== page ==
Last fall, Voyager Japan reached an agreement with O'Reilly Media to publish a translated version of Book: A Futurist's Manifesto in Japan. Work began almost immediately, and the full book was released just last month.
Introducing the Japanese version, Voyager Japan president Masaaki Hagino wrote (and translated here for our benefit):
I read through the book once. I felt mixed emotions because the book was packed with the kind of stories we were suppose to tell. The authors write well too. I felt as we got left behind. Then I read the book again, this time a little more carefully. I noticed that many concepts in book are developed through a series of experiments and failure. These authors tried just like we did, were defeated, and then tried to do it all over again. I took a hard look at myself. The book reminded me that we learn from defeat and failure. This is how people have been trying to create a new digital publishing paradigm. The lively voices of authors and the momentum of their concepts prove it.
Hagino-san describes something that Hugh McGuire and I probably felt more than we planned when soliciting contributions, but it's very true of the book as a whole. Many of the chapters tell stories of conception, trial, limited success and ultimately reinvention. The honesty of those voices is something I came to take in stride, and it's good to be reminded of how valuable that honesty can be.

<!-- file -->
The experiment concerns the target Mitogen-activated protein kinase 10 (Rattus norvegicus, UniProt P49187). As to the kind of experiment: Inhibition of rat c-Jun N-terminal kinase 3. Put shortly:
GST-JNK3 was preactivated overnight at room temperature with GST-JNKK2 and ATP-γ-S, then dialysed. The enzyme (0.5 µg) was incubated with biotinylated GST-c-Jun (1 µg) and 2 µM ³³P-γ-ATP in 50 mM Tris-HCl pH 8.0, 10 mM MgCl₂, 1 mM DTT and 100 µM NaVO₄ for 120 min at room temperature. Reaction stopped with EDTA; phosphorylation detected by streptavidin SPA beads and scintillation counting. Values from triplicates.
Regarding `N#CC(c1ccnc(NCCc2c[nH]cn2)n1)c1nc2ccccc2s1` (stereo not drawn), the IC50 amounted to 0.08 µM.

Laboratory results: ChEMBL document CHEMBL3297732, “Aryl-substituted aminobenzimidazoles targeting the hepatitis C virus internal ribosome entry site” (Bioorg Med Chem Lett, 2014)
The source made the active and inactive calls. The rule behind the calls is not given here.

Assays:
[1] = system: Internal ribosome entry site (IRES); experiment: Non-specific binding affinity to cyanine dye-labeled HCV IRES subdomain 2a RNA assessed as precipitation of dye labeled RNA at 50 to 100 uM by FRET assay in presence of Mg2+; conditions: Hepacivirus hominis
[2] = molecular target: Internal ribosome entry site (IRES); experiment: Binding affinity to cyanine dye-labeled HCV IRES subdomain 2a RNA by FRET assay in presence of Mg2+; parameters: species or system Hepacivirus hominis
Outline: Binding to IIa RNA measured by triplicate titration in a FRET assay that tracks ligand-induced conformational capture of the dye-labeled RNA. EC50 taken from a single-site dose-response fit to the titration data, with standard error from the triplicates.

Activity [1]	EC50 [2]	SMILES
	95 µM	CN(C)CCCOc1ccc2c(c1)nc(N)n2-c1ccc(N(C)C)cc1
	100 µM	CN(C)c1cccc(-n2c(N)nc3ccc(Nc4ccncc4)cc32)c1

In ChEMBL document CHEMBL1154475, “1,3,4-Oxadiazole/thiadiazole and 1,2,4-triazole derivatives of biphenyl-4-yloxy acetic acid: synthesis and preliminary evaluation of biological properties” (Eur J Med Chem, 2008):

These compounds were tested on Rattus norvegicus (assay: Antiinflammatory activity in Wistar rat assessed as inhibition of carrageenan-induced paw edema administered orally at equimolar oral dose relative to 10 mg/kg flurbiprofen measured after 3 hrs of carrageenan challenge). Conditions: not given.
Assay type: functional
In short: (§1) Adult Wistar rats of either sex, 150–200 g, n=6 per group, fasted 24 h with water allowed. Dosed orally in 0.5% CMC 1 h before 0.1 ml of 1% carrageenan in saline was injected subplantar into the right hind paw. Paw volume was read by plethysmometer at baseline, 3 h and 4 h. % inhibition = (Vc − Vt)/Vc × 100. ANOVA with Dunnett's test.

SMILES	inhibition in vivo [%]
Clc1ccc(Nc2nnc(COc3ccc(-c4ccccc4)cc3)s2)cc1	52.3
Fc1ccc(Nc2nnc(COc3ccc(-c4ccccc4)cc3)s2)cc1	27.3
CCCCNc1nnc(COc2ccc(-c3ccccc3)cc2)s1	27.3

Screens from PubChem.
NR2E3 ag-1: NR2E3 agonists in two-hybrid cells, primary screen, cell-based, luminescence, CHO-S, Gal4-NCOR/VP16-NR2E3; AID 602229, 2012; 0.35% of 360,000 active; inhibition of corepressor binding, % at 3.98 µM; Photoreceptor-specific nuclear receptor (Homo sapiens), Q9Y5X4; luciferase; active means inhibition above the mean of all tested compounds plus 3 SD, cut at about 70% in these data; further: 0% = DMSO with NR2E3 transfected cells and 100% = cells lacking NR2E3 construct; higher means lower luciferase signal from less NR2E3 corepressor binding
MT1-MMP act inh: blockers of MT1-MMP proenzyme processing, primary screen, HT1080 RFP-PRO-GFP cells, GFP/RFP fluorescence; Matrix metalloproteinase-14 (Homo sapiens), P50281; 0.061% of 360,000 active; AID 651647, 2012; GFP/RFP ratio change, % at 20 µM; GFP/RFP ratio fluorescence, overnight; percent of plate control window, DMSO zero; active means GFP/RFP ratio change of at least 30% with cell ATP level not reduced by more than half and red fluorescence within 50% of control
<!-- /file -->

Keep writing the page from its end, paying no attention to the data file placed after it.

To support the launch, Voyager Japan has prepared at least one print piece that you are unlikely to see in the United States (image courtesy of Ron Martinez). There is also a video that features pictures of our 29 contributors and a video clip with Craig Mod. Before you click through, fair warning: Japanese skills recommended.
Edited March 29 to add: When titling this post, I had in mind a 1940s film. A few days after writing it, I came across the Walt Whitman poem, "Untold Want", that contained the original line:
The untold want by life and land ne'er granted,
Now, voyager, sail thou forth, to seek and find.
Given Hagino-san's assessment of the message underpinning our book, I thought it would be worth adding here.